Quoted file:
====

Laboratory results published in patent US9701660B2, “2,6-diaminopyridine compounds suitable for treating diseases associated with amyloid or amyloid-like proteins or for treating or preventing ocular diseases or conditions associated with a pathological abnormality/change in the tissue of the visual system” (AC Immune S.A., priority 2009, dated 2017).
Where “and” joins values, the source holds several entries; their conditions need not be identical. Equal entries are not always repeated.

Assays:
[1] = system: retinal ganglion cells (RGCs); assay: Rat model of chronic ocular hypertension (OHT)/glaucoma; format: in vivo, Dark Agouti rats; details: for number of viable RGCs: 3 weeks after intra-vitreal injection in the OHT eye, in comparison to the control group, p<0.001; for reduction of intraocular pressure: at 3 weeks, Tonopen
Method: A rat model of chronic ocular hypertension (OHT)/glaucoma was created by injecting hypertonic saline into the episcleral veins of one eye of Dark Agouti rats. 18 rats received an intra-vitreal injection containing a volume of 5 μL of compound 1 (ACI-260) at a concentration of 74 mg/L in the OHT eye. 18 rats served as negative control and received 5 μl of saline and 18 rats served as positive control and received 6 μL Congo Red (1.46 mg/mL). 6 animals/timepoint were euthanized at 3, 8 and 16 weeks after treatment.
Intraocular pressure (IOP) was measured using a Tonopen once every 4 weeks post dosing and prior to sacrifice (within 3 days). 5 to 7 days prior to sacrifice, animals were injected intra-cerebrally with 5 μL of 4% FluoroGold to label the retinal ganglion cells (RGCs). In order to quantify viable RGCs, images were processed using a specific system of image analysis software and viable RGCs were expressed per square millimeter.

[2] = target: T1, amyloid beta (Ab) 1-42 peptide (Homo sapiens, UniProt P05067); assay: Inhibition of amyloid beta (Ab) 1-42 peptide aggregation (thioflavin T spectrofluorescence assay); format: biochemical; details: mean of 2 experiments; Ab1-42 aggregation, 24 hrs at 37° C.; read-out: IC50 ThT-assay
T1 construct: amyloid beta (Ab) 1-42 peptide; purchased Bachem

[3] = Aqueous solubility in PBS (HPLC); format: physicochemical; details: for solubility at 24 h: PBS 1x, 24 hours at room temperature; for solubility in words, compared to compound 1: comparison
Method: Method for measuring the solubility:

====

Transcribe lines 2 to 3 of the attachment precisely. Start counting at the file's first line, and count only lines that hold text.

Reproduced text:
Where “and” joins values, the source holds several entries; their conditions need not be identical. Equal entries are not always repeated.

Assays: